What false dismissal looks like: "I would prefer that an OSS community be a discussion about software, not about non-technical issues," from the Haskell thread on "what makes a good community". If "non-technical issues" are what people comment on the most, what conclusion are we to draw?

Undoubtedly, these conversations will continue to flourish. But there is work, genuine work, that needs to happen to make them productive. Some of that work is getting performed, for example, by the moderators of the Haskell subreddit. Yet in the threads I linked to, you can also see commenters devaluating the work that the moderators and others do to try to make those conversations with productive. They are uncomfortable with discussions about feelings, and channel their discomfort outward by shaming others for daring to talk about how they feel. To engage with this type of discomfort is work.

Shouldn't we credit people for the emotional work they do in discussions like this, and make them feel like mentoring others emotionally is an asset and not a liability?

Ideally, learning to empathize with a wider range of people and learning to be more comfortable talking about feelings wouldn't happen in these discussion threads. It would happen in individuals' therapy sessions, or maybe in support groups that don't yet exist. But those therapy sessions aren't happening, so we voluntarily offer help in these threads. It's hard work. People tend to prefer to go on with however they're doing things, even if what they're doing is hurting themselves or others, rather than changing. Encouraging change ought to be acknowledged. False dismissal of emotional or interpersonal subjects contributes to the devaluation of this work.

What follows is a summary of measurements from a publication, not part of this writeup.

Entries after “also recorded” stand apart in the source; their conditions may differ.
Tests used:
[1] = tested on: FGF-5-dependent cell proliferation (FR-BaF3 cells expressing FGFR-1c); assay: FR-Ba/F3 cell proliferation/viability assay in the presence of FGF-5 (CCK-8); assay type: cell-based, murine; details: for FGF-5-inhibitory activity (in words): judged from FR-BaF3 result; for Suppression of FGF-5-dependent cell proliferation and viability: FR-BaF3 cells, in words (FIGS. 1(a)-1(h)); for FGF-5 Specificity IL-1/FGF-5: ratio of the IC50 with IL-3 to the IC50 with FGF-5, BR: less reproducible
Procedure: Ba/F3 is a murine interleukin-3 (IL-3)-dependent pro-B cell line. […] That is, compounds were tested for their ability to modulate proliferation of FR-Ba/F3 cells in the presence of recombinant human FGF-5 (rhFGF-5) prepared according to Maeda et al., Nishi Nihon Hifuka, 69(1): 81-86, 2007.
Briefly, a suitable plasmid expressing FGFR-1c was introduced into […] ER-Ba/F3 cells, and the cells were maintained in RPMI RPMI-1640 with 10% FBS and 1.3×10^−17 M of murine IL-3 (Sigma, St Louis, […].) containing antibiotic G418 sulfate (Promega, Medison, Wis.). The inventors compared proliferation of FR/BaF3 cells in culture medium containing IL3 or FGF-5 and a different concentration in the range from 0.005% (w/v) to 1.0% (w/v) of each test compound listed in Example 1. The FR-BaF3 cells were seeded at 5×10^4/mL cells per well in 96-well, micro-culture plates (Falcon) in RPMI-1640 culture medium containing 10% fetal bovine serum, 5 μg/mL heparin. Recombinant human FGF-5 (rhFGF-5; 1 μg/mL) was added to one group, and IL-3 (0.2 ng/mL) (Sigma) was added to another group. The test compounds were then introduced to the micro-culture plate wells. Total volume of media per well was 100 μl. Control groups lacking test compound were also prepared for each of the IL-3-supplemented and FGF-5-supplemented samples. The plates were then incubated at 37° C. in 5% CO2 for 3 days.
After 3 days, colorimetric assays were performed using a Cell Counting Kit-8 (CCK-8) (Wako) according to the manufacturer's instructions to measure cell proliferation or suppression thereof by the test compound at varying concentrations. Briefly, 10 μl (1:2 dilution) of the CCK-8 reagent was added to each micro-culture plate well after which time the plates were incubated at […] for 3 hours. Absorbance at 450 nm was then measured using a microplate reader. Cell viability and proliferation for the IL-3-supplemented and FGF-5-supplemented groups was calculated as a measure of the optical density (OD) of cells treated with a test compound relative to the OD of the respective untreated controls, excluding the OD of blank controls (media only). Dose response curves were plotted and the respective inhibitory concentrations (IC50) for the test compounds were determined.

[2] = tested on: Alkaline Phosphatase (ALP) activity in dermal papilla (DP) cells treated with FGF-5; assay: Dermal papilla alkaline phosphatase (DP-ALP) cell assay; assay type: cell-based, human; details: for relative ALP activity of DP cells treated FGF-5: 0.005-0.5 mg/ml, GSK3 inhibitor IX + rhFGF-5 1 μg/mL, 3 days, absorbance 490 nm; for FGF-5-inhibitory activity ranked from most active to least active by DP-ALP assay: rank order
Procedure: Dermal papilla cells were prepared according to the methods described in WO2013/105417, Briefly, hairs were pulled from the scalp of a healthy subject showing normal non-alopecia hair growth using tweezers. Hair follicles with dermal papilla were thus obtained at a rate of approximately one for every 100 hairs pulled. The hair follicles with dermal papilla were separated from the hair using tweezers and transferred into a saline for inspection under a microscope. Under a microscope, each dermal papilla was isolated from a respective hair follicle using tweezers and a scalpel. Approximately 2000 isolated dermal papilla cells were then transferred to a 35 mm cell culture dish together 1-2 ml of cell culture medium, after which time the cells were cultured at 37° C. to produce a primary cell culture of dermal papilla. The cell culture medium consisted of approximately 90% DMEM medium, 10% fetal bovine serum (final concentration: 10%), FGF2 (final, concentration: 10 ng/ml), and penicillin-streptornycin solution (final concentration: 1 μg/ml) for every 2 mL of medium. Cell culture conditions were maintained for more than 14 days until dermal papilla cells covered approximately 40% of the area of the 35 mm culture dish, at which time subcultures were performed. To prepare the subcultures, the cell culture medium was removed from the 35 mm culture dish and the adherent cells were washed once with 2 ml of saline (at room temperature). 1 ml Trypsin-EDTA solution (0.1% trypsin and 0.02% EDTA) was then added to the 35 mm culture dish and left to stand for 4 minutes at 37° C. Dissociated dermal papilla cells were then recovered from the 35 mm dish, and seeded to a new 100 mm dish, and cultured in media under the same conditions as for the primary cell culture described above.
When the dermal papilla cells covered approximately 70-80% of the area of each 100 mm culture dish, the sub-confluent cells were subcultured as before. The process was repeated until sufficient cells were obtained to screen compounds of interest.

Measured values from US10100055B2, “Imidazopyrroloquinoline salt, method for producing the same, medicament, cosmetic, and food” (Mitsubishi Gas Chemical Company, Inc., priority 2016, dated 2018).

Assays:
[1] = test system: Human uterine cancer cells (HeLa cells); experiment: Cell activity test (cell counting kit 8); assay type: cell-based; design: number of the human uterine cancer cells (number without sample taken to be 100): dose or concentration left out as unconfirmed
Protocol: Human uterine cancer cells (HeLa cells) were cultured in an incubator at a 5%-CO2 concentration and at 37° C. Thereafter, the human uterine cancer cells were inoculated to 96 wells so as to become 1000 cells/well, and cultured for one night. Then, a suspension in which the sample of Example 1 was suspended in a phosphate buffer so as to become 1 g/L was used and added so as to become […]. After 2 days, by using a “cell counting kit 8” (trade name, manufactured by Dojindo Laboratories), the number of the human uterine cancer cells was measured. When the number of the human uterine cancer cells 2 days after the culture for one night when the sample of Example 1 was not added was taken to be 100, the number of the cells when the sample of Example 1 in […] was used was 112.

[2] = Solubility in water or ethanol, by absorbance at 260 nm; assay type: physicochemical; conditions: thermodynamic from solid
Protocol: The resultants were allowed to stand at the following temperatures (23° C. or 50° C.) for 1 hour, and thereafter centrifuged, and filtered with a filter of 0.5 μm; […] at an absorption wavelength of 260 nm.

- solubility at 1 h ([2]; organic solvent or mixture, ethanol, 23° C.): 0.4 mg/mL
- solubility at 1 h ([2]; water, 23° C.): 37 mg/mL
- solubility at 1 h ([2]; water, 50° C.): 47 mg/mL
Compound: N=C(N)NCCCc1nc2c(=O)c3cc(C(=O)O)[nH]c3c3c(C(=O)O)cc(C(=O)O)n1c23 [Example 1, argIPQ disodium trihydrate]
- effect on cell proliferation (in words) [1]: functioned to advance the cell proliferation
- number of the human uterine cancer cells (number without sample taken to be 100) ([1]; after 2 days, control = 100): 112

Community work is technical work

If we can't trust each other, we can't work together. If we can't work together, then I'm sorry to break it to you, but we can't do jack. The "lone male hero" archetype of scientists and engineers, the one that elevates individual male scientists as "legends" and individual male engineers as "rockstars" is a fairy tale. Technical progress is made, awesome new things are invented, by groups of people pooling their resources to build something that's better than anything any one of them could have made on their own.

Trust can't occur without willingness, on everyone's part, to believe others' reporting on their own subjective experience. Teaching people how to do that is technical work, because community work is technical work. It is essential to any technical project or goal that matters. It is not off-topic. It is central to the topic.